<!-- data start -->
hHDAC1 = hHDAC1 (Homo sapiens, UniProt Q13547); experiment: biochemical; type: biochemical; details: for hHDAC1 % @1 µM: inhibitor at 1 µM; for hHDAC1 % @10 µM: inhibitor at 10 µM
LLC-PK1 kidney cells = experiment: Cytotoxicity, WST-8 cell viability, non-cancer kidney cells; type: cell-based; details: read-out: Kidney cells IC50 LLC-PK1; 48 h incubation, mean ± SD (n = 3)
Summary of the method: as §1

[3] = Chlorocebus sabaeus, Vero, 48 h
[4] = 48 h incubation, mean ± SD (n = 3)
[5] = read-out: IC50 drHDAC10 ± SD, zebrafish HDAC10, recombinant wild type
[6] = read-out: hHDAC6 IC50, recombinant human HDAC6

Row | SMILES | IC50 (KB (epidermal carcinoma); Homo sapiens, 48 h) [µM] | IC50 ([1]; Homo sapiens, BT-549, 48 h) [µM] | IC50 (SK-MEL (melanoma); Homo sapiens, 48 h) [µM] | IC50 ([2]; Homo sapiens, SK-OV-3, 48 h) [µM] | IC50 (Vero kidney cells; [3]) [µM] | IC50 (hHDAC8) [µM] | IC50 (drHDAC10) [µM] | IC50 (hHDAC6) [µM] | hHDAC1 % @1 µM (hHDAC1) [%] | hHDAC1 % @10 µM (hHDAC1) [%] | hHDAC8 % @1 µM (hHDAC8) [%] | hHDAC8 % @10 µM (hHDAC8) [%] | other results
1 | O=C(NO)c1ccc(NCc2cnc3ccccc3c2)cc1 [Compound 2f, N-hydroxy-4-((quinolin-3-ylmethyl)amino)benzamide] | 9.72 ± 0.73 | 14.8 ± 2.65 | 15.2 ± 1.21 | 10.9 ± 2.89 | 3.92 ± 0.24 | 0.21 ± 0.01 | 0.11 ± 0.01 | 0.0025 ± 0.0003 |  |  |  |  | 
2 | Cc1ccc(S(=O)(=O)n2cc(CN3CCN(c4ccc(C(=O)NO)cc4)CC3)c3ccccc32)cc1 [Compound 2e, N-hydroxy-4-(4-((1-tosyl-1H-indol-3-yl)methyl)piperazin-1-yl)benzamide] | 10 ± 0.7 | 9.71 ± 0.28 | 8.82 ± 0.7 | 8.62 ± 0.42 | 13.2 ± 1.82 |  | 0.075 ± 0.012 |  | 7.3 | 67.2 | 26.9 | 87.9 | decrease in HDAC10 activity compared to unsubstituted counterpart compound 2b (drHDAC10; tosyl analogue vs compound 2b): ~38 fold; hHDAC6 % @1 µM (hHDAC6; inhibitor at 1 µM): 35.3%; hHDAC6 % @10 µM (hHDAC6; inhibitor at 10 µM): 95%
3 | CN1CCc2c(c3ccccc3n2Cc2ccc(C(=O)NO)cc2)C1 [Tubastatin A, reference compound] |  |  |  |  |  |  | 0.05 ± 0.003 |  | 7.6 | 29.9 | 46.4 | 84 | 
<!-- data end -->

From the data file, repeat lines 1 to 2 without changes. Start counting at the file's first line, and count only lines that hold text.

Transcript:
hHDAC1 = hHDAC1 (Homo sapiens, UniProt Q13547); experiment: biochemical; type: biochemical; details: for hHDAC1 % @1 µM: inhibitor at 1 µM; for hHDAC1 % @10 µM: inhibitor at 10 µM
LLC-PK1 kidney cells = experiment: Cytotoxicity, WST-8 cell viability, non-cancer kidney cells; type: cell-based; details: read-out: Kidney cells IC50 LLC-PK1; 48 h incubation, mean ± SD (n = 3)